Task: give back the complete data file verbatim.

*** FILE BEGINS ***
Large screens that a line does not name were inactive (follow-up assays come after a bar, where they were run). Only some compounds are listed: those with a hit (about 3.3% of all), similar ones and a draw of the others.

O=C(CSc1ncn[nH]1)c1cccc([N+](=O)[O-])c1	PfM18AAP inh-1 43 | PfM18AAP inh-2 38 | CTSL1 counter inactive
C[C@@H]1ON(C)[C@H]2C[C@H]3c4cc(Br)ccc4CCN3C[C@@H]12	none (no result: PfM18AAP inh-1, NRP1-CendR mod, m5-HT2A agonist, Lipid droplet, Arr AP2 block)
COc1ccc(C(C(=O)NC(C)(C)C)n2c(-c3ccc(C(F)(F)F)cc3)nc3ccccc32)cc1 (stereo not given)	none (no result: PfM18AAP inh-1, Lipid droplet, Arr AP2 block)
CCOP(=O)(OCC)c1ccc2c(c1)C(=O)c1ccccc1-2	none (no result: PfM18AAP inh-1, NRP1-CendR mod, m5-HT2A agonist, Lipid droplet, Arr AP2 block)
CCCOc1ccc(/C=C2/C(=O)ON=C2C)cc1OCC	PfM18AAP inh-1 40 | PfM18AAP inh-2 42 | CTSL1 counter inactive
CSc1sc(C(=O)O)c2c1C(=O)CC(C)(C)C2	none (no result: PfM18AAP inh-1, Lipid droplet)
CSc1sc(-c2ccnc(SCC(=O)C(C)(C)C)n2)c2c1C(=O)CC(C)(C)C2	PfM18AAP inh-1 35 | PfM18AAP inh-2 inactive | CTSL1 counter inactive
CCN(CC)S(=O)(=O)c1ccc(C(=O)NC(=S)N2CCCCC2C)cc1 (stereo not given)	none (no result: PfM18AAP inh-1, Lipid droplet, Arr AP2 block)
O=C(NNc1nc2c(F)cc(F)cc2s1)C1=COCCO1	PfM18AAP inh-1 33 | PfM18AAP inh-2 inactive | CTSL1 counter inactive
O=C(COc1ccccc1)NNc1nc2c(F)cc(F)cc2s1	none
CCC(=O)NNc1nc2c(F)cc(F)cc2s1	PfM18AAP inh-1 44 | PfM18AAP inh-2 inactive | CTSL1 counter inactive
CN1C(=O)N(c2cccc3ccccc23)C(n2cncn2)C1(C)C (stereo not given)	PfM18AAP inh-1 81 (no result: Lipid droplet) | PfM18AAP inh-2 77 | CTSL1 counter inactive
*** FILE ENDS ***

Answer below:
Large screens that a line does not name were inactive (follow-up assays come after a bar, where they were run). Only some compounds are listed: those with a hit (about 3.3% of all), similar ones and a draw of the others.

O=C(CSc1ncn[nH]1)c1cccc([N+](=O)[O-])c1	PfM18AAP inh-1 43 | PfM18AAP inh-2 38 | CTSL1 counter inactive
C[C@@H]1ON(C)[C@H]2C[C@H]3c4cc(Br)ccc4CCN3C[C@@H]12	none (no result: PfM18AAP inh-1, NRP1-CendR mod, m5-HT2A agonist, Lipid droplet, Arr AP2 block)
COc1ccc(C(C(=O)NC(C)(C)C)n2c(-c3ccc(C(F)(F)F)cc3)nc3ccccc32)cc1 (stereo not given)	none (no result: PfM18AAP inh-1, Lipid droplet, Arr AP2 block)
CCOP(=O)(OCC)c1ccc2c(c1)C(=O)c1ccccc1-2	none (no result: PfM18AAP inh-1, NRP1-CendR mod, m5-HT2A agonist, Lipid droplet, Arr AP2 block)
CCCOc1ccc(/C=C2/C(=O)ON=C2C)cc1OCC	PfM18AAP inh-1 40 | PfM18AAP inh-2 42 | CTSL1 counter inactive
CSc1sc(C(=O)O)c2c1C(=O)CC(C)(C)C2	none (no result: PfM18AAP inh-1, Lipid droplet)
CSc1sc(-c2ccnc(SCC(=O)C(C)(C)C)n2)c2c1C(=O)CC(C)(C)C2	PfM18AAP inh-1 35 | PfM18AAP inh-2 inactive | CTSL1 counter inactive
CCN(CC)S(=O)(=O)c1ccc(C(=O)NC(=S)N2CCCCC2C)cc1 (stereo not given)	none (no result: PfM18AAP inh-1, Lipid droplet, Arr AP2 block)
O=C(NNc1nc2c(F)cc(F)cc2s1)C1=COCCO1	PfM18AAP inh-1 33 | PfM18AAP inh-2 inactive | CTSL1 counter inactive
O=C(COc1ccccc1)NNc1nc2c(F)cc(F)cc2s1	none
CCC(=O)NNc1nc2c(F)cc(F)cc2s1	PfM18AAP inh-1 44 | PfM18AAP inh-2 inactive | CTSL1 counter inactive
CN1C(=O)N(c2cccc3ccccc23)C(n2cncn2)C1(C)C (stereo not given)	PfM18AAP inh-1 81 (no result: Lipid droplet) | PfM18AAP inh-2 77 | CTSL1 counter inactive